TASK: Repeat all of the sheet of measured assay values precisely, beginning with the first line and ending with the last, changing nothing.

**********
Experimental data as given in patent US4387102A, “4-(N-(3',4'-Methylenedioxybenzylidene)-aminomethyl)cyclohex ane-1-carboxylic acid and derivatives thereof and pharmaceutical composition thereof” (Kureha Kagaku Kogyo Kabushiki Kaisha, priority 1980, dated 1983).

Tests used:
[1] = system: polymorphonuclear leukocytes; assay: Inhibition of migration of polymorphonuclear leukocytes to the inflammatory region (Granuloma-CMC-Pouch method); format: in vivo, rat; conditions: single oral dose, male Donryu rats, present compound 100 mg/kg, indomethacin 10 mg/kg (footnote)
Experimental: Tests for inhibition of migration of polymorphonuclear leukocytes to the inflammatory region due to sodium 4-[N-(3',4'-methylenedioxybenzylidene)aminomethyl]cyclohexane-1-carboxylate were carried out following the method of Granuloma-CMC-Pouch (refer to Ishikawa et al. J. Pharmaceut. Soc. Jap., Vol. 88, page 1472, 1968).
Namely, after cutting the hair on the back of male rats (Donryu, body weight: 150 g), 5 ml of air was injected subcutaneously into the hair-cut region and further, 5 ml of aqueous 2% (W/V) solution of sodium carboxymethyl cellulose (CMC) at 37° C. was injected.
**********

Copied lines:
Experimental data as given in patent US4387102A, “4-(N-(3',4'-Methylenedioxybenzylidene)-aminomethyl)cyclohex ane-1-carboxylic acid and derivatives thereof and pharmaceutical composition thereof” (Kureha Kagaku Kogyo Kabushiki Kaisha, priority 1980, dated 1983).

Tests used:
[1] = system: polymorphonuclear leukocytes; assay: Inhibition of migration of polymorphonuclear leukocytes to the inflammatory region (Granuloma-CMC-Pouch method); format: in vivo, rat; conditions: single oral dose, male Donryu rats, present compound 100 mg/kg, indomethacin 10 mg/kg (footnote)
Experimental: Tests for inhibition of migration of polymorphonuclear leukocytes to the inflammatory region due to sodium 4-[N-(3',4'-methylenedioxybenzylidene)aminomethyl]cyclohexane-1-carboxylate were carried out following the method of Granuloma-CMC-Pouch (refer to Ishikawa et al. J. Pharmaceut. Soc. Jap., Vol. 88, page 1472, 1968).
Namely, after cutting the hair on the back of male rats (Donryu, body weight: 150 g), 5 ml of air was injected subcutaneously into the hair-cut region and further, 5 ml of aqueous 2% (W/V) solution of sodium carboxymethyl cellulose (CMC) at 37° C. was injected.